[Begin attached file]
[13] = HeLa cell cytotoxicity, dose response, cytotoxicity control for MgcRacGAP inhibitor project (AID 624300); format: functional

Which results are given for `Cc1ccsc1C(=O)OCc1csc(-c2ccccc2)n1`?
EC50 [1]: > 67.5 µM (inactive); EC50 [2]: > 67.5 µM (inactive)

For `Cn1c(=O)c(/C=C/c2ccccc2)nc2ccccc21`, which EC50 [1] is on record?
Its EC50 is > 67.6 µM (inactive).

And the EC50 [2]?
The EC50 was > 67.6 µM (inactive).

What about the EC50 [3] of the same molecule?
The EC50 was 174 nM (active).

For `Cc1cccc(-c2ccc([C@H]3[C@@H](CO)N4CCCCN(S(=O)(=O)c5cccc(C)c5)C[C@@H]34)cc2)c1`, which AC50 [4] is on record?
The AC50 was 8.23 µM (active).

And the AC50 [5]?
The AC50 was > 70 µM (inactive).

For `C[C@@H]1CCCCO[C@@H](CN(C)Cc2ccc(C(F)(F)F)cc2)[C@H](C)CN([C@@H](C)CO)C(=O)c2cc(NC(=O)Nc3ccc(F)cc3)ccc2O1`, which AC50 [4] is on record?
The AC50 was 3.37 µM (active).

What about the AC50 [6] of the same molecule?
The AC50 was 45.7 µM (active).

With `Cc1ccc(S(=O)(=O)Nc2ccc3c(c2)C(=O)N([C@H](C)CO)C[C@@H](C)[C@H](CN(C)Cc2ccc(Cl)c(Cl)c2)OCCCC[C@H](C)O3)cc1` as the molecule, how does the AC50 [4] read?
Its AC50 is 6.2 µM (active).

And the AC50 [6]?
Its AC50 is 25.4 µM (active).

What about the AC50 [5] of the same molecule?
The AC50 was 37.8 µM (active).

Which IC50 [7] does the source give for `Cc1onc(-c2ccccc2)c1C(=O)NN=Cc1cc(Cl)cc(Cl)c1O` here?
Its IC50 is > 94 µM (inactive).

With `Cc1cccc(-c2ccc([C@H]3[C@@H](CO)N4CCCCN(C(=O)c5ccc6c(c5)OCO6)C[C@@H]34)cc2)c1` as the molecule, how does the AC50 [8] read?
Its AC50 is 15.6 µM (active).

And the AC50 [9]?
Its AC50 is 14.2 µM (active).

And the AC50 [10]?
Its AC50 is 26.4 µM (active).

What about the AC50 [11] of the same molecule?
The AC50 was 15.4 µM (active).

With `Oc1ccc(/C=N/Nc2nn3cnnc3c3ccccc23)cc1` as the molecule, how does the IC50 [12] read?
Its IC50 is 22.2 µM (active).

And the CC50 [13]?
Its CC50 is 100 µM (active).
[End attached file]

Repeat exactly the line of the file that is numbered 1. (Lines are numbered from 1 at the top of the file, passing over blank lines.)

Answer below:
[13] = HeLa cell cytotoxicity, dose response, cytotoxicity control for MgcRacGAP inhibitor project (AID 624300); format: functional